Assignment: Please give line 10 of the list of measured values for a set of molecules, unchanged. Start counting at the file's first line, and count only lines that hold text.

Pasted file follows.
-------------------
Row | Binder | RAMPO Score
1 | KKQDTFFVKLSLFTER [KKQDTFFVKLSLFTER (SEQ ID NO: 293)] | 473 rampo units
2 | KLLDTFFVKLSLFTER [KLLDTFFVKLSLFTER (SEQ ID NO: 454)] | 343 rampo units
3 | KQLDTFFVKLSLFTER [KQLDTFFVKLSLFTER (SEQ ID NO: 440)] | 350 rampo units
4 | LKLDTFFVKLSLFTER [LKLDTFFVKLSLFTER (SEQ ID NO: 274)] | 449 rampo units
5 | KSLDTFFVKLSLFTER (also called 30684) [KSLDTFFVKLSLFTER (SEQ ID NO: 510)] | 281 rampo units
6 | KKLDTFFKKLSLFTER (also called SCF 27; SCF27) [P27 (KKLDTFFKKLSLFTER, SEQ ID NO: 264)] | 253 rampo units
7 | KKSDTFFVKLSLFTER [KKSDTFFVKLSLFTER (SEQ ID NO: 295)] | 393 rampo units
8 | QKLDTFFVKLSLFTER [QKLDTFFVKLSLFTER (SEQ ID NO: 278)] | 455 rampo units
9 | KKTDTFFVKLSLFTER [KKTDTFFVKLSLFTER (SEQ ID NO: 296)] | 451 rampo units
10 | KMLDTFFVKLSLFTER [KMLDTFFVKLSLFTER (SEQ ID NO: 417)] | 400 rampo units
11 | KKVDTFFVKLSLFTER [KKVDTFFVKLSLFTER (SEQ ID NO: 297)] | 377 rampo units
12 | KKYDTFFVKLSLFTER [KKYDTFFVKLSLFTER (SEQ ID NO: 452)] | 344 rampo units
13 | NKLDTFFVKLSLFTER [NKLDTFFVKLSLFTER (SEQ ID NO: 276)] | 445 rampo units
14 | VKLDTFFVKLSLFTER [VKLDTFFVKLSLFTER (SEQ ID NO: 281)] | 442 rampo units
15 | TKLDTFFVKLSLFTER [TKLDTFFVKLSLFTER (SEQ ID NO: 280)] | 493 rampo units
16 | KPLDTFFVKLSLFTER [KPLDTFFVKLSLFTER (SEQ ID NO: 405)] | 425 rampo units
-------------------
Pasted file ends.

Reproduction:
9 | KKTDTFFVKLSLFTER [KKTDTFFVKLSLFTER (SEQ ID NO: 296)] | 451 rampo units